Questions that will be need to be answered by this space:

  • Will CMS vendors be able to adapt to social features into their legacy systems?
  • Is the demand from client side strong enough for CMS vendors assert flexibility?
  • How will these commodity social features be monetized, with everyone having them, how will you differentiate?
  • Will CMS vendors build, buy, or ignore social features?
  • When will we see existing internal knowledge management systems integrate these features?
  • Will the small white label vendors start to get friendly with the CMS space and start to develop an exit strategy?
  • Are white label vendors building their products for easy integration into CMS vendors?
  • I’ve been thinking about developing a ‘show and tell’ event where both of these vendors can come together for a meet and greet, if I did, would you attend?

    Chime in, love to hear you answer these questions I posed above.

    Update: Larry Dignan from Zdnet throws in his hat and predicts, in his opinion, the most logical options.

    41 Replies to “Social Software: Here Come The CMS Vendors”

    1. Jeremiah, another good post. I think we’ll see more integration in the first place (see Awareness Network’s integration with Sharepoint, Telligent’s Community Server with Sharepoint and Convio’s integration with, though consolidation is inevitable.

      I’m definitely a ‘best of breed’ proponent, so would be happiest to see more open integration.

    2. Great post Jeremiah. You bring together two key features of the online environment, social networking and CMS. As I see it, given the diversity of CMS vendors, it is inevitable that some of them will start to move into developing social features. It seems to me a no-brainer to build into legacy systems; since social features are basically CMS-driven with additional bells and whistles. That said, it may be more cost-effective to buy social features and shoe-horn them in rather than develop them in-house. That will be a challenge for the managers. White label vendors will have to build for easy integration. A vendor will opt for those solutions that integrate easiest with their legacy systems. Competition dictates that those white labels offering the simplest route will win.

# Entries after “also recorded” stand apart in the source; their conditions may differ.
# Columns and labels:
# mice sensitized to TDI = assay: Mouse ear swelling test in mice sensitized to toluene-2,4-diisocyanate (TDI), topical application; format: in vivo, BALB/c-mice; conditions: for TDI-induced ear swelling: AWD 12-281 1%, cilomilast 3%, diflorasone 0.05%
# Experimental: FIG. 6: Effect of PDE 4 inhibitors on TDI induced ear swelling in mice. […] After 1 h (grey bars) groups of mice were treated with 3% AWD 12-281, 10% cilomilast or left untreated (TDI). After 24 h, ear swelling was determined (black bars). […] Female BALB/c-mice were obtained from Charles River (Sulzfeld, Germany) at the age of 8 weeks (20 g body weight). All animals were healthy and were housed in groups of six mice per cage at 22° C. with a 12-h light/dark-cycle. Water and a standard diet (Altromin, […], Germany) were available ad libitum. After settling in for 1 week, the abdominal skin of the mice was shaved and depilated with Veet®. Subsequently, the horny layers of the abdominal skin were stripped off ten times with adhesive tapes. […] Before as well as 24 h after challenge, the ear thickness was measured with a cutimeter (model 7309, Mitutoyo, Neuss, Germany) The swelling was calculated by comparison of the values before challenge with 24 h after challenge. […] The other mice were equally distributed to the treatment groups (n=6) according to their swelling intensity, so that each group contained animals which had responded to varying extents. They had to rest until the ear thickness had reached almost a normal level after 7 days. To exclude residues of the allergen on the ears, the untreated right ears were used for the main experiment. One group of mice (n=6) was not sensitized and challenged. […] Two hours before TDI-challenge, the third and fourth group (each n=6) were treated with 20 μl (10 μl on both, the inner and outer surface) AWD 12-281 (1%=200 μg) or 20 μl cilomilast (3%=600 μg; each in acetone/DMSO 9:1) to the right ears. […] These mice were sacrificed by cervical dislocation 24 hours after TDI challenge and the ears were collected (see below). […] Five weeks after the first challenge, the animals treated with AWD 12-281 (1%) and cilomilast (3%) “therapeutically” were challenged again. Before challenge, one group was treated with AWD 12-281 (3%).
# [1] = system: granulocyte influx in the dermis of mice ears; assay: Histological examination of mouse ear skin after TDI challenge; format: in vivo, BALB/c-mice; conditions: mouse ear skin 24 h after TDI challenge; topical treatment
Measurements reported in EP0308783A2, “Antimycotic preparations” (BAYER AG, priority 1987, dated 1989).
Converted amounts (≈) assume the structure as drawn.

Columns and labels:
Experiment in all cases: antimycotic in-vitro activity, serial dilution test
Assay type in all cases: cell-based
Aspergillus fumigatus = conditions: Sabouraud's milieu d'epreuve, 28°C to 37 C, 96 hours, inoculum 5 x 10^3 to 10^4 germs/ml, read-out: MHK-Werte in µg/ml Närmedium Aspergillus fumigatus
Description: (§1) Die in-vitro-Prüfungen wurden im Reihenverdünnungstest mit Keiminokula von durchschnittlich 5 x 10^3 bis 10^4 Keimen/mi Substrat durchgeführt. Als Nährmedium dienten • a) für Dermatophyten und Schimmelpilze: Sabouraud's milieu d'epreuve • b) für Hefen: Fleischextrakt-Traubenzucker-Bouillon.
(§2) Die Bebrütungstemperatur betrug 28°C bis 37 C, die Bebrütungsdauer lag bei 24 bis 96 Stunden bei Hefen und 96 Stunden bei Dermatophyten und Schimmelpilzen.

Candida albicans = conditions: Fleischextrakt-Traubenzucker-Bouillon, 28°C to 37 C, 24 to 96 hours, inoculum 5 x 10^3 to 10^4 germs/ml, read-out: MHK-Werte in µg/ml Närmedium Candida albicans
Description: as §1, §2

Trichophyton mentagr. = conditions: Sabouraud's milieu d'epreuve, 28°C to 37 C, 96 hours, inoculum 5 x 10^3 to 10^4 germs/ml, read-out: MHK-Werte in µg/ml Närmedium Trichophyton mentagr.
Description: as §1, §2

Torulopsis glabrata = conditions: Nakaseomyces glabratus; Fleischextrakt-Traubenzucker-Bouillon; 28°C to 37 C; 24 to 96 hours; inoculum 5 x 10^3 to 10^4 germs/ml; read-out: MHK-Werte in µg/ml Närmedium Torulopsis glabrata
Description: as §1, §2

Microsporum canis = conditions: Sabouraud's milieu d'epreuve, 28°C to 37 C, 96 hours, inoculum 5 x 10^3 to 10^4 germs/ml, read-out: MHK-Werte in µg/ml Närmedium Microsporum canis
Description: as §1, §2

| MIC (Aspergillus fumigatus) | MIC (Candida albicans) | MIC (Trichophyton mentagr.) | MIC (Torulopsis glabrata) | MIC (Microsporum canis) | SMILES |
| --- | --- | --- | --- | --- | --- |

3. Interesting post Jeremiah. You asked if any of the white-label vendors would be up for a meet-and-greet, I know we would. We are starting to get pull from our customers for more CMS connections and have developed a set of API’s to meet those needs. As you know, we have focused our efforts on perfecting our visual matching technology, which provides both opportunities and challenges for clients that want to visualize matches of users to content, in addition of matches of users to users. I would be curious to understand more about CMS integration as introNetworks is a pure Flex application and I wonder what the appetite for integration a Flex app is for these companies. (The data integration is a snap, but the GUI is a challenge).

    4. Totally agree. While conducting our vendor review, I broke the social networking vendors into three categories:

      A.) The CMS vendor who is trying to acquire new business by bolting on social tools.
      B.) The social networking vendor who happens to be back-ended by a half-way decent propriety CMS.
      C.) The portal vendors who are trying to extend social tools to their existing customers but will never be able to compete with mainstream tools.